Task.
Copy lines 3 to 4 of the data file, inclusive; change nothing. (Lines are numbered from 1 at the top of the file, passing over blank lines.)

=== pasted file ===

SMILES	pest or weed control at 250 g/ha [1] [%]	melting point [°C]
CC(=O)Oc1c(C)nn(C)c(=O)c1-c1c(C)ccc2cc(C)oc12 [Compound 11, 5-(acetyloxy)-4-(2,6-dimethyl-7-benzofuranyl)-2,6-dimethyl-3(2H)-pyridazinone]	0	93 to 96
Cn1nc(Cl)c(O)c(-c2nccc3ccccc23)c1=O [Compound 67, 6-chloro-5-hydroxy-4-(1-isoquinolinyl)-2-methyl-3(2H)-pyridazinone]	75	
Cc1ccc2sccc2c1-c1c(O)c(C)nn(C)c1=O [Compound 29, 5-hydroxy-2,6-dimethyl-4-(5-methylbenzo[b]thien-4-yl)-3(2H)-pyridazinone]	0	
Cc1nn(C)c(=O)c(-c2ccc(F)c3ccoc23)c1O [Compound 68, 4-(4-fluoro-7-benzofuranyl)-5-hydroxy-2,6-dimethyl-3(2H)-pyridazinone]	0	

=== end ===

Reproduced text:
Cn1nc(Cl)c(O)c(-c2nccc3ccccc23)c1=O [Compound 67, 6-chloro-5-hydroxy-4-(1-isoquinolinyl)-2-methyl-3(2H)-pyridazinone]	75	
Cc1ccc2sccc2c1-c1c(O)c(C)nn(C)c1=O [Compound 29, 5-hydroxy-2,6-dimethyl-4-(5-methylbenzo[b]thien-4-yl)-3(2H)-pyridazinone]	0	